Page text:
The drive towards user developed applications came to a shuddering halt around 1998 when the world caught Y2K and the emphasis shifted to replacing everything with CRM and ERP solutions - catering for the end user seemed to drop off of the agenda - IT knew best and was at the height of its power - dictating what the business needed and being too busy to respond to "trivial" requests.

But the requirement didn't go away. The business still needed to have available applications that could be used to meet specific business needs - they were and are crying out for what in today's parlance are called, Situational Applications (SAs).

The development of SAs gives the business an improved ability to respond to or anticipate changing business demands and as a bonus, the organization becomes better fitted to exploit future business and computing opportunities, including business process outsourcing (BPO) and Web services.

The downside is that the development is, more often than not, performed in isolation of the corporate needs and may run counter to corporate governance, standards and compliance issues. It therefore can be of limited value in the longer term.

Furthermore, Situational Applications can be very disruptive and lead to anarchy. Think of all those Excel spreadsheets that are used to run most businesses - no control no compliance no ownership. Process enablement of these types of applications will provide ownership, control and auditablity - making them compliant with the corporate demands without stifling innovation and change. This also sets the business free to mix and match existing premised-based processes run on applications like SAP, Oracle, IBM Websphere, MS .Net or even early legacies with processes designed entirely on the Cloud without the need to translate business wishes into a complex requirement specification document. This means that:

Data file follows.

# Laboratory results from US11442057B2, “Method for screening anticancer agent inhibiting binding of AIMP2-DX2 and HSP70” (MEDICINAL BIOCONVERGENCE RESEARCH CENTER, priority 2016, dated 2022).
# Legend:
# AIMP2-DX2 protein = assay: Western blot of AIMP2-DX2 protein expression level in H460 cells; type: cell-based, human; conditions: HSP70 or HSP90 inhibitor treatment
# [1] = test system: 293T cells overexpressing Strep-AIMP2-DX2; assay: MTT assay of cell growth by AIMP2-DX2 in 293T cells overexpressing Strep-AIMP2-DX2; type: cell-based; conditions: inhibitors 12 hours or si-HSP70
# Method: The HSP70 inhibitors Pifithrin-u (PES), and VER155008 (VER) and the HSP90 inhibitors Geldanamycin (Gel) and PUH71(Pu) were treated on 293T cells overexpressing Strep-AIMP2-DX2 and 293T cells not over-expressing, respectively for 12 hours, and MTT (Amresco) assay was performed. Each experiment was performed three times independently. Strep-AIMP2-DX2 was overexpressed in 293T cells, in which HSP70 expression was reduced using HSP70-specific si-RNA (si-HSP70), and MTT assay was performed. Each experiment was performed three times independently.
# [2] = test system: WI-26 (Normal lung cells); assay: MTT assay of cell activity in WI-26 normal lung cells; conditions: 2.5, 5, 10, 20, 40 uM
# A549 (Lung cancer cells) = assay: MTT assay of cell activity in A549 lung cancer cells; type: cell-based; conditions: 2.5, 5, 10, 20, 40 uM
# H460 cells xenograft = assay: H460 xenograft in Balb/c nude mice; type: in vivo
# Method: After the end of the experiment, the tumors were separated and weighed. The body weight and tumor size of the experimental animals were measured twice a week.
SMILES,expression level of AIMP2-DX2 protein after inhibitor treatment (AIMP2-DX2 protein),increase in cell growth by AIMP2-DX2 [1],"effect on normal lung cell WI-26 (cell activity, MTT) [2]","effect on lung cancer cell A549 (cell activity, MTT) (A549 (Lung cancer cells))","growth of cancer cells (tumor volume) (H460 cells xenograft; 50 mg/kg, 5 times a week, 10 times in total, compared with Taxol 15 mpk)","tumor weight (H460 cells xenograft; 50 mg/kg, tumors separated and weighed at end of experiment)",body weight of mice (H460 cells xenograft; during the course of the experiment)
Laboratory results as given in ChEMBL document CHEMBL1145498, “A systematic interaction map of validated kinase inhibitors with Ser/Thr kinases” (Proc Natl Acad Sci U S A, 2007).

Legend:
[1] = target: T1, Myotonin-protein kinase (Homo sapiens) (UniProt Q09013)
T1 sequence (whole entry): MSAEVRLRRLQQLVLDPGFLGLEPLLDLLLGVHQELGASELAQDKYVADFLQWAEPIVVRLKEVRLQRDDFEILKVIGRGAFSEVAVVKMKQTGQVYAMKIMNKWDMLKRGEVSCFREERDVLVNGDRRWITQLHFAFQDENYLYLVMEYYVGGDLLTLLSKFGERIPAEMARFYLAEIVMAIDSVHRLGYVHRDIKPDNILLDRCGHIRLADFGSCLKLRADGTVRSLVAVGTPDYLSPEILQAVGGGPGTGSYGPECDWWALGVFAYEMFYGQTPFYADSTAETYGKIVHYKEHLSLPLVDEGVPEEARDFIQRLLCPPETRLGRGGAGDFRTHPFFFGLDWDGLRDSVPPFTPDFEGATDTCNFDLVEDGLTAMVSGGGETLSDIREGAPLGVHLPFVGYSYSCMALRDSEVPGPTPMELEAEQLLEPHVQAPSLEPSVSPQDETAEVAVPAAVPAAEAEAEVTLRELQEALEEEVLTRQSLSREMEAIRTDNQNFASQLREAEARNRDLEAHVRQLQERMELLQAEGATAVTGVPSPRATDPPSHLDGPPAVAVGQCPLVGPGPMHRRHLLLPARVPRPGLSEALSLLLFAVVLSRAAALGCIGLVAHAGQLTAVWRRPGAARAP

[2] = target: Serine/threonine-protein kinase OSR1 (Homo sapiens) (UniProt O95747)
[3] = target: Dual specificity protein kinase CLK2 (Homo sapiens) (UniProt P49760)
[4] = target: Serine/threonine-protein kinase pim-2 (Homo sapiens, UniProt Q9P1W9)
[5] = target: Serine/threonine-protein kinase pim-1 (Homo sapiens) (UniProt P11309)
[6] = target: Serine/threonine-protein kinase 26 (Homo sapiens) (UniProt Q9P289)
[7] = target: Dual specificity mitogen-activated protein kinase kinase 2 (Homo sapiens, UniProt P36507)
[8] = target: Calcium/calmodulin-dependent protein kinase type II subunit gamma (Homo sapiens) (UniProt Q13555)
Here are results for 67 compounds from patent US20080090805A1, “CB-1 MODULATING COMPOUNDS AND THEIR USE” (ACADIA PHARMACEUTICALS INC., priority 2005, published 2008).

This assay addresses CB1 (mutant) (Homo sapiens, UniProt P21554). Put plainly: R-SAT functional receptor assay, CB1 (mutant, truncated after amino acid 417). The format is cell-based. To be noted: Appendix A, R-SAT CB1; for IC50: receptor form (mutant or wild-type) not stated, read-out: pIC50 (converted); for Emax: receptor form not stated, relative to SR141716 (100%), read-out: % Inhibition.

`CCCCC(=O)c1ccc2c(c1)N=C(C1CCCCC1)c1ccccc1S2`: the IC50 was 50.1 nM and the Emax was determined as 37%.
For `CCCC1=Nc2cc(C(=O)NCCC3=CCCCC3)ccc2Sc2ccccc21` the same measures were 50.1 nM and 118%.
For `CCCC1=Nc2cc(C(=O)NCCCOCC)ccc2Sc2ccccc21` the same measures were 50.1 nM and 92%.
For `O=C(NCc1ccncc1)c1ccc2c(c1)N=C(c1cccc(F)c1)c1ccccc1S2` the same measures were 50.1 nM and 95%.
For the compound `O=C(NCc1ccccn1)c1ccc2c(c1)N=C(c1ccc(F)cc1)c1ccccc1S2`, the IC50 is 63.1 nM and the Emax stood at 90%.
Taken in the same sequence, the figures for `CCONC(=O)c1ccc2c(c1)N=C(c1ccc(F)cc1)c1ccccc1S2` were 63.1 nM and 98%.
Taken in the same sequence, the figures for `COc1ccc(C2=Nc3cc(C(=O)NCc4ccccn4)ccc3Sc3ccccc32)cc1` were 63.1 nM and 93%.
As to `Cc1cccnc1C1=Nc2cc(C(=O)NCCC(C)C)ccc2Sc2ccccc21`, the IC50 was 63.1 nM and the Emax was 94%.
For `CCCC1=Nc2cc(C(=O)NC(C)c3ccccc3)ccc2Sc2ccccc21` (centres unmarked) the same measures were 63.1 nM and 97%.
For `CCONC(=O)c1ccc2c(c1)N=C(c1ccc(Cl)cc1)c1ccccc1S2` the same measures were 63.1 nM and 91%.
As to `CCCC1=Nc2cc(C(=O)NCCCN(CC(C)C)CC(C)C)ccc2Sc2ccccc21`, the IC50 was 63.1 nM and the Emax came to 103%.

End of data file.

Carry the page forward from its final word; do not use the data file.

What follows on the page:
• The applications are available to use right away and on demand
  • The business avoids capital expenditures almost entirely and ensures that any operational expenditures exists only as a result of a revenue stream

So instead of buying expensive software licenses and the requisite supporting infrastructure the eventual end users of the applications will access the processes and services they need when they need them - ensuring cost effective deployment and efficient project roll-out. The ICT departments get what they need, the end users get what they need.

Process enabled Situational Applications quickly become the ideal solution for those departments and organizations that need to develop and provision applications quickly and effectively at the lowest cost possible.

Our Speaker:


Jon is the Chief Strategist for Cordys an international software company. Prior to Cordys Jon founded the Process Factory and befor that he  was the Chief Technology Officer and a main board director of Staffware Plc from August 1992 until was acquired by Tibco in 2004.